Archie Sam ~ Natchez-Cherokee-Muscogee Creek

Published on October 20, 2013 by Amy

Love this article and want to save it to read again later? Add it to your favourites! To find all your favourite posts, check out My Favourites on the menu bar.

Natchez Nation
Natchez Nation

Archie Sam (30 June 1914 – 23 May 1986) was a Natchez-Cherokee-Muscogee Creek traditionalist, stomp dance leader, scholar, enrolled member of the United Keetoowah Band of Cherokee Indians, and the Sun Chief of the Natchez Nation.

dna testing, dna ancestry testing, ancestry, genealogy, indian genealogy records, paternity testing, turquoise jewelry, native american jewelry

Early life and military service

Archie Sam was born in the Greenleaf Mountain community near Braggs, Oklahoma on 30 June 1914. Archie was the youngest son of White Tobacco Sam, son of Creek Sam, and his mother was Aggie Cumsey, a fullblood Longhair clan Cherokee. Archie Sam was the grandnephew of Watt Sam, the last native speaker of the Natchez language.

Sam married Maudie Louise Quinton Sam (1914–2006), and the couple had two children, Roy Wayne Sam (1945–2011) and Adeline Naeher.

Sam attended Bacone College in Muskogee and graduated from Connors State College in Warner. He then enlisted in the 45th Infantry Division and in 1940 he served overseas in World War II, participating in special missions at Thule Air Base in northern Greenland where he met and hunted with the Inughuit. After the war he transferred to the United States Air Force where he remained in the Air Force for 21 years before working for the United States Postal Service.

Cultural work

In 1977 Sam worked with professor Charles Van Tuyl to recover sound recordings of Watt Sam that had been archived at the University of Chicago. These are the only known recordings of the Natchez language being spoken.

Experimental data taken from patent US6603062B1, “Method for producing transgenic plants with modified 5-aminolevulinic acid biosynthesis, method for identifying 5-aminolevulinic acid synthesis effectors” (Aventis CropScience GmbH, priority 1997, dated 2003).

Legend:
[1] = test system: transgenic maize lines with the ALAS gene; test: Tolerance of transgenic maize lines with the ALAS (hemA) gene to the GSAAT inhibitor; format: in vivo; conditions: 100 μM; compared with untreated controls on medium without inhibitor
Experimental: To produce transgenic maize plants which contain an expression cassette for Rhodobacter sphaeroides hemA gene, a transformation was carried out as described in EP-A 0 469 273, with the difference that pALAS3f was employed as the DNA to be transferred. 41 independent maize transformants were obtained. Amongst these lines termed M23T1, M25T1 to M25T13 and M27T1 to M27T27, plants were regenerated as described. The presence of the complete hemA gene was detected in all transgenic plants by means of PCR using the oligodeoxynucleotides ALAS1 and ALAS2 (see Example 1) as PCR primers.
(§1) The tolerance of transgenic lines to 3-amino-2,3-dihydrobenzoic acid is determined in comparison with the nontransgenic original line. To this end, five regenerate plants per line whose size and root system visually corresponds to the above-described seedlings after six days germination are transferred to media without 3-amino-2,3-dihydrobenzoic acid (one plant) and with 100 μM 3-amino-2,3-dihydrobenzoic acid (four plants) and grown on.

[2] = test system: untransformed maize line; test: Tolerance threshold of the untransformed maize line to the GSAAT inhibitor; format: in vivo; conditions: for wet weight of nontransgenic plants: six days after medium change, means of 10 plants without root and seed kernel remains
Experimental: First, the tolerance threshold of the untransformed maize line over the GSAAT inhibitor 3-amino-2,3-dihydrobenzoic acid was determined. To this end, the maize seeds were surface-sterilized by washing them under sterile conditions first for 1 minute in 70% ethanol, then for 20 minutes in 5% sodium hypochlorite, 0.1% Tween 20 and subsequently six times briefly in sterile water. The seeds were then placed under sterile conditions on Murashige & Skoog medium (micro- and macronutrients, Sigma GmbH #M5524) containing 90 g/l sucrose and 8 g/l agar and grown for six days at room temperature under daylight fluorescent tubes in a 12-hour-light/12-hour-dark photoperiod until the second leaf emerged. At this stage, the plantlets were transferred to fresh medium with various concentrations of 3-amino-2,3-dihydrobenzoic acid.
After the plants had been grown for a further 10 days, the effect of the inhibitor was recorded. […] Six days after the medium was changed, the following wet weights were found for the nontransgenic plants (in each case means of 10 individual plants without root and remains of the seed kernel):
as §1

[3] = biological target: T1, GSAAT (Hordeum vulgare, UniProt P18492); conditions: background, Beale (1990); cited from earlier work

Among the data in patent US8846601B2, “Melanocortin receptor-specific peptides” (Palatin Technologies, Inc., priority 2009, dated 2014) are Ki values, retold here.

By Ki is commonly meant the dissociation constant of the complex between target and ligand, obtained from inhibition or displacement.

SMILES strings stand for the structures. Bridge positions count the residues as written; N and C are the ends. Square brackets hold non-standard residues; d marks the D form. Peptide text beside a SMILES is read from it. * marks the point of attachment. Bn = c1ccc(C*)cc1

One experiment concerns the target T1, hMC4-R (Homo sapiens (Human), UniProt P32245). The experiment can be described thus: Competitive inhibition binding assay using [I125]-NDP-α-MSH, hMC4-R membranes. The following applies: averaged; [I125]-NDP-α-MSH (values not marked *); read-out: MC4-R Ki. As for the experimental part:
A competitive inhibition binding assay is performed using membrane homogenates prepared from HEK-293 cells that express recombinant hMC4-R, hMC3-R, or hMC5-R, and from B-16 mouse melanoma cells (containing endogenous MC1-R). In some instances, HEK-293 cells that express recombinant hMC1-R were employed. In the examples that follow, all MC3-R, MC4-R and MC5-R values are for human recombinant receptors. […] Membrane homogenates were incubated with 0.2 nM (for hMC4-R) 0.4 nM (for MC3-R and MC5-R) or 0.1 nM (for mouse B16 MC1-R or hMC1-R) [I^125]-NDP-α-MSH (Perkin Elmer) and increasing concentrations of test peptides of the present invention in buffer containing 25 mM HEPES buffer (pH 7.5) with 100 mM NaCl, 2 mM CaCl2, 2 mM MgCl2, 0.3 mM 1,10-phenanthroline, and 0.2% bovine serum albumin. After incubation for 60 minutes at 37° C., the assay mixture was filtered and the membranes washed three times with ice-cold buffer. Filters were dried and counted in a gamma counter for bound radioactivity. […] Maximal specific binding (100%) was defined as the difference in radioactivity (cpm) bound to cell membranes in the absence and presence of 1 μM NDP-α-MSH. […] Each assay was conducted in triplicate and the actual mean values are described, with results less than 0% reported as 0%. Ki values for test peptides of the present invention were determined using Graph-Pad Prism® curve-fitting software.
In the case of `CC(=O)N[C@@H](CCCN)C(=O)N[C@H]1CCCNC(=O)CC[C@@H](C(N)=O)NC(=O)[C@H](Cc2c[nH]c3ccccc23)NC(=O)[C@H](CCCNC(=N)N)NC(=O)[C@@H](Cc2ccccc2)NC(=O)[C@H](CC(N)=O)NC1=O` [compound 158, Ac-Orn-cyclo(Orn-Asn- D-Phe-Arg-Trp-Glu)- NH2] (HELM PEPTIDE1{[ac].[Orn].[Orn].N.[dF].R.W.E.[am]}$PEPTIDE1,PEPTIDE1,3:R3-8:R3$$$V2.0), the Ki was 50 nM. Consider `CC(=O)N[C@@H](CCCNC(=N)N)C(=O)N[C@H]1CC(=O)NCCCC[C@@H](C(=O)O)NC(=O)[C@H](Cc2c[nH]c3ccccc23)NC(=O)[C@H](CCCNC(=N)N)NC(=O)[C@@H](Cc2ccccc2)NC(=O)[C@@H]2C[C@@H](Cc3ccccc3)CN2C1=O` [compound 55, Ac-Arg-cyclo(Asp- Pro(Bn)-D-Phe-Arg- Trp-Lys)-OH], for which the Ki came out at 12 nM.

Upon retiring in 1971, he dedicated himself to the preservation of his indigenous heritage. He was a practitioner of native Natchez religion, and in 1969 he revived the Medicine Springs ceremonial ground, located near Gore, Oklahoma.


Archie Sam died on 23 May 1986 and is buried in the Fort Gibson National Cemetery in Fort Gibson, Oklahoma.

Source: wikipedia Unabridged
Based on the collective work of, © 2014 Native American Encyclopedia.
Cite This Source | Link To Archie Sam ~ Natchez-Cherokee-Muscogee Creek
Add these citations to your bibliography. Select the text below and then copy and paste it into your document.

American Psychological Association (APA):

Archie Sam ~ Natchez-Cherokee-Muscogee Creek Unabridged. Retrieved September 01, 2014, from website:

Chicago Manual Style (CMS):

Archie Sam ~ Natchez-Cherokee-Muscogee Creek Unabridged. Native American Encyclopedia (accessed: September 01, 2014).

Modern Language Association (MLA):

"Archie Sam ~ Natchez-Cherokee-Muscogee Creek" Unabridged. Native American Encyclopedia 01 Sep. 2014. <>.

Institute of Electrical and Electronics Engineers (IEEE):, "Archie Sam ~ Natchez-Cherokee-Muscogee Creek" in Unabridged. Source location: Native American Encyclopedia Available: Accessed: September 01, 2014.

BibTeX Bibliography Style (BibTeX)

@ article {NativeAmericanEncyclopedia.com2014,
    title = { Unabridged},
    month = Sep,
    day = 01,
    year = 2014,
    url = {},
You might also like:

Tags:  , , , ,

Facebook Comments

You must be logged in to post a comment.

Did You Know?

The City of Roanoke, Virginia, derives its name from the Algonquian Language meaning "shells." Native American tribes used shells as a form of currency and Roanoke was a region where the shells could be found.

In the Spotlight
Latest Articles
Most Favourited Posts
Photo Galleries
Native American Quotes XNative American Place Names and DefinitionsSacred Places